Journey to Health – The Art and Science of Healthy Substitutions

By Eli Follick

The bad habits started with breakfast: two to three pieces of white bread toast

coated with butter and jelly, an equal number of fried eggs, and a cup of coffee loaded with sugar and whole milk or cream. Then, I was off to work where I enjoyed more coffee similarly dressed and an occasional donut.

Beginning at daybreak, every day, I was committing crimes against my body. I also was diagnosed with Type 2 diabetes. My doctor told me to lose weight. But how? I needed a plan I could stick with, and I found it in making smart food substitutions.

The change was slow – really slow. It took a couple of years to become accustomed to, and even enjoy, new foods, but it can be done. To start, I stopped the fried eggs and cut the toast to one piece with sugar-free jelly. No more donuts. I
sweetened my coffee with artificial sweetener and used 2 percent milk.

Today, though, my breakfast is less about elimination and more about evolution. It is composed of cooked cereal that includes quinoa, buckwheat groats, barley, grits, and a mix of seeds. No bread. It’s easy, delicious and above all, healthful.

At least half of the grains we eat should be whole grains, like quinoa and buckwheat groats, according to recommendations by the United States Department of Agriculture.

Quinoa is higher in protein than any other grain. It is one of the very few plant-based foods that is a complete protein. It supplies all of the nine essential proteins that the body cannot make by itself. It is relatively low in calories, has zero fats, zero cholesterol, barely any sodium, and supplies a vitally important amount of fiber and protein. It is also rich in folate (a B vitamin), iron, thiamine, copper, manganese, phosphorus, potassium, and zinc. It is a source of omega-3 fatty acids, an anti-inflammatory fat that has been shown to help reduce blood triglyceride levels, aiding in maintaining or improving heart health. It has also been found to help regulate blood-sugar levels.

While you have probably heard of quinoa, fewer people may be familiar with buckwheat groats, sometimes called kasha. Buckwheat groats are rich in protein and minerals. The food scores low on the glycemic index – a measure of how quickly a food raises blood sugar after a meal. Low glycemic foods should not cause unhealthy spikes in blood sugar levels. Buckwheat groats contain a good amount of fiber, promoting colon health. Minerals include manganese, copper, magnesium, and phosphorus, which help improve your body’s antioxidant defenses and contribute to improved heart health.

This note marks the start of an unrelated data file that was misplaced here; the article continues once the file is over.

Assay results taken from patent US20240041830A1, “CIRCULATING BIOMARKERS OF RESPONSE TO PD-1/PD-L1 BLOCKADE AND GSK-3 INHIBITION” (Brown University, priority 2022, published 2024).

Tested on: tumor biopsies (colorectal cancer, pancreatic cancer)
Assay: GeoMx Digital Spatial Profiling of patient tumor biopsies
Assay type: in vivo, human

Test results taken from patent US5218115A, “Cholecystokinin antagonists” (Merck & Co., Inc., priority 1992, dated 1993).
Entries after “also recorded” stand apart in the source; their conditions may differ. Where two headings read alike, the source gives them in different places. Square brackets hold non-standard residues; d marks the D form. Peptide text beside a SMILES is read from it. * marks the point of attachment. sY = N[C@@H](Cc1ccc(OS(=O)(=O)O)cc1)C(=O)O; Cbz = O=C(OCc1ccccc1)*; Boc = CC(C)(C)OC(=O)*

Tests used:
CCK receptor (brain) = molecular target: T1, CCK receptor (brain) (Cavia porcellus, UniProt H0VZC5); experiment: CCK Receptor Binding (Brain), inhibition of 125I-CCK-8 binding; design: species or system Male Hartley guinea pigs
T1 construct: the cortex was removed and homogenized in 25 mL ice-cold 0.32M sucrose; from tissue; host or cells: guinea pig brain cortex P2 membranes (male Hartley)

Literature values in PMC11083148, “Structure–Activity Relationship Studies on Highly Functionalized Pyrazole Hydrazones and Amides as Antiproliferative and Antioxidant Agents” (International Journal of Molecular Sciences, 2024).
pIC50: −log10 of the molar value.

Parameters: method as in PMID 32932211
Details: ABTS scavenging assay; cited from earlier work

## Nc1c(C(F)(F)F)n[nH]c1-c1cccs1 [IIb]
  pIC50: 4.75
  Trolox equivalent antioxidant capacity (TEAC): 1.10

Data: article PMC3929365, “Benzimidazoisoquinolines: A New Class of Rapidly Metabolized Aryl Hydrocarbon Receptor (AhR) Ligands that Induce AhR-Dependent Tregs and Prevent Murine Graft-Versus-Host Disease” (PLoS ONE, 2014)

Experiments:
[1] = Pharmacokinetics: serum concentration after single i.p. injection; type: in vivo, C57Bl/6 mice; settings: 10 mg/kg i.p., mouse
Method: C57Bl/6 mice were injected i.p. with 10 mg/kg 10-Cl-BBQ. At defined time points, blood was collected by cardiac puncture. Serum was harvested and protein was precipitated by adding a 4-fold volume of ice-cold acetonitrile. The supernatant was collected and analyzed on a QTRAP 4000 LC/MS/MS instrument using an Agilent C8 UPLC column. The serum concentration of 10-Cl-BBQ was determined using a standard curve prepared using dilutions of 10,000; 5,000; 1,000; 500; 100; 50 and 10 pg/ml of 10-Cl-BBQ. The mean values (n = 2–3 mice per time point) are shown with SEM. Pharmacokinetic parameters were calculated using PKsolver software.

To prepare, just boil two cups of water and stir in one cup of quinoa. Cook for 10 minutes, stirring occasionally. Use the same grain-to-water ratio for buckwheat groats, which take about 20 minutes to cook. (Microwaving either can save time if you’re in a hurry.) Then mix either or both with your oatmeal to enhance its nutritional value. Add them to soups, salads, stews or just about any dish you can imagine.

Using herbs and spices for flavoring instead of salt has also proven vital to my improved health. Many even have their own health benefits. Have fun experimenting with a variety to see what flavors you prefer. My list of favorites includes garlic powder, ground black pepper, dill, onion powder, balsamic vinegar, smoked paprika, rosemary, ginger, coriander, red pepper flakes, cinnamon (no sugar added), sage, and tarragon.

Beyond Breakfast

There are many other substitutions that I have made as I have examined the nutrition, calorie count, and fat in some of the items I used to eat. Here’s a sampling of ideas that you might try if you are seeking easy ways to make your diet more healthful but keep it enjoyable, too.

  • vinaigrette dressing instead of ranch
  • vegetable soup instead of chicken soup
  • stir-fried broccoli instead of broccoli in cheese sauce
  • pasta with tomato sauce or olive oil instead of pasta in cream sauce
  • water rather than regular soda
  • water with lemon or plain tea, rather than sweetened iced tea
  • plain, nonfat yogurt instead of pudding
  • air-popped popcorn instead of potato chips
  • thin crust veggie pizza instead of pepperoni pizza
  • tomato-based salsa instead of queso
  • fruit instead of fruit juice
  • scrambled egg with vegetables and herbs instead of an egg and cheese sandwich
  • Two- to four-ounce portions of lean meat, chicken, or fish instead of a steak
  • Steamed or sauteed dishes instead of fried
  • A half glass or one glass of wine instead of two to three glasses

As you can see, there are many ways to make healthful substitutions. Tracking your food is a relatively simple way to increase your awareness of what you eat and decrease the calories you consume. By introducing the changes gradually, you, too, can evolve your diet successfully and take the next step in your journey to health.

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